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Rising Populist Wave And Democracy

  • KIPS CSS Admin
  • July, 2019
  • 355
  • Editorial


To answer this question a brief insight into history is mandatory.

Populist politics have emerged in different historical periods: scholars separate between different waves of populism beginning with the farmers' movements in the United States in the late 19th century, through the Latin American populism in the mid 20th century and rejuvenation of populism in Europe, the United States and South America. In Europe, an exclusionary right-wing variant of populism came to the fore in the 1980s and with a rising wave it targeted mostly immigrants and national minorities. In Latin America, on the other hand, populism in recent years has been mostly associated with an inclusionary vision of society bringing together diverse ethnic identities into shared political frameworks. In the United States, populism has been associated with a variety of economic ideologies and political parties from the Populist Party of the late 19th century and the New Left of the 1960s, through Southern segregationism, to present day Republican orthodoxy of free-market economics.

In the post Civil War period in America, between 1860 and 1890, the population increased in massive proportions and they started moving toward West. For most of them farming was lucrative but it all cost money and modern technology of the time and they just did not have the spare funds so they turned to Eastern Banks for hefty loans. They were of the idea that with more crop yield it would be easier for them to repay debts but they couldn’t get a kick in stampede as they were hit by drought. Railroad was the best cargo transportation at the time but it was under the influence of monopolists who were loaded but were using even monopoly money for their own interests. With the United States Federal Government of little or no help to the farmers and peasants, the situation led to the formation of the first Populist Party in America in 1891. The populists called for the recognition of labor unions, regulation of the railroad industry which had its own monopolies, the direct election of senators, a progressive income tax, women’s suffrage, eight-hour work day and more. These were considered radical ideas of their time. The populists could not hold on majority because of the divisive factions within, so by 1896 they had to merge with the Democratic Party. The twists and turns of populism went deep with the turn of the century and in the middle decades.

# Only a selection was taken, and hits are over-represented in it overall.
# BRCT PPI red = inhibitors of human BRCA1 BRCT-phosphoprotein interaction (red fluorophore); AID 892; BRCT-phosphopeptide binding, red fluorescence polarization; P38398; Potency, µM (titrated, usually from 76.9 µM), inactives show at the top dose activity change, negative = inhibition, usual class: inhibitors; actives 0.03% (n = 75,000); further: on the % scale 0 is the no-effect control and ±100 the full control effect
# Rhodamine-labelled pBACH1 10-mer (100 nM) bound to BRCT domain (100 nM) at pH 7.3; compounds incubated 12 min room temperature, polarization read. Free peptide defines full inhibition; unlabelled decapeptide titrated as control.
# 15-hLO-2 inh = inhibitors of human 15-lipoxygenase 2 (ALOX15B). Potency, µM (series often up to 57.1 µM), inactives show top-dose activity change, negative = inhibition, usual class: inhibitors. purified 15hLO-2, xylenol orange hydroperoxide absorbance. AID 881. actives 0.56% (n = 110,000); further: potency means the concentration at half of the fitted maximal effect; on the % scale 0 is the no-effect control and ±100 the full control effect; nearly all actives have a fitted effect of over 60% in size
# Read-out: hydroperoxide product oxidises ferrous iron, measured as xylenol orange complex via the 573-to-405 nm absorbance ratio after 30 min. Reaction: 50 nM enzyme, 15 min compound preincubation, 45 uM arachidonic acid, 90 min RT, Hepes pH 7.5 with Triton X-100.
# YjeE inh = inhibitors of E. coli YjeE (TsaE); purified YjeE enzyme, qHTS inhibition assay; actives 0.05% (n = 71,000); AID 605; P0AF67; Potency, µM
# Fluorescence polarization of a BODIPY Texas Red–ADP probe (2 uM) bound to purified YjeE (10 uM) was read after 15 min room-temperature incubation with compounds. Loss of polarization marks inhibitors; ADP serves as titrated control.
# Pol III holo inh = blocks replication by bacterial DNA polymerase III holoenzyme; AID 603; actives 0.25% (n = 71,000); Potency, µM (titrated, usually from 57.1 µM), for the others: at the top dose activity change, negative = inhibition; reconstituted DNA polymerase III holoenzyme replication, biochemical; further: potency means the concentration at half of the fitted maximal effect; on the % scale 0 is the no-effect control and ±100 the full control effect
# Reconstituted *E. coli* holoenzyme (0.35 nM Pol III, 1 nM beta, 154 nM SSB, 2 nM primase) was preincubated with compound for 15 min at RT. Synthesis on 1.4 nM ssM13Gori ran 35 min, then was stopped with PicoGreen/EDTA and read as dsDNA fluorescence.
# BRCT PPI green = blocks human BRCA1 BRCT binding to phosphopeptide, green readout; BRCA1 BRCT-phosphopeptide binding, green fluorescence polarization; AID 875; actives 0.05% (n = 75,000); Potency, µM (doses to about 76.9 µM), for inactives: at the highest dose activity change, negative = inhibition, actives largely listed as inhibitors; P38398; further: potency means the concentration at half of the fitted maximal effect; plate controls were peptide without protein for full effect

Huey Long (Louisiana Governor and Senator) led a left wing populist movement that addressed Americans' real fears during the depth of Great Depression. He avoided 'race-baiting.' Huey Long particularly emphasized on devising ways on the transfer of money from the more affluent to the poor with his famous 'Share Our Wealth' Program as he was not at home with President Franklin D. Roosevelt's 'New Deal' policies. As a populist leader he wanted to run for American Presidency in 1936 but he was assassinated. However, his populist ideas have prevailed to this day and left-wing politicians, in particular, in different parts of the world have used in their speeches and programs, Huey Long's vision, to alleviate the issues of the poor; to regulate and redistribute net asset tax to curb poverty and homelessness epidemic; to advocate federal spending on public works; schools and colleges and old age pensions.

Cas Mudde suggested populism as an ideology with a primary focus on European right-wing populist parties describing it a thin-centered ideology that considers society to be separated into 'the pure people' versus 'the corrupt elite.' According to this view, politics should be an expression of the 'general will' of the people. Since populism is thin-centered in his view, it does not provide answer to all the major socio-political questions. Therefore, it can be said that populism is compatible with socialism or liberalism, and can be found across ideological cleavages, fused with rather left or right-wing appeals. Consequently, socio-political context has become more important. The slogans, “axe the tax,” “pensions too low,” “leave the EU” are common these days because people are dissatisfied with politics or other social circumstances. This is becoming evident in Europe. More and more populist parties and movements are appearing. They promise the people “changes” and want to go back to the old and familiar populism.

As a political theory, populism is a strategy of rebalancing the distribution of political power among established and emerging social groups. Translating the majority will into political decisions is the key to populism and democracy is an ideo...

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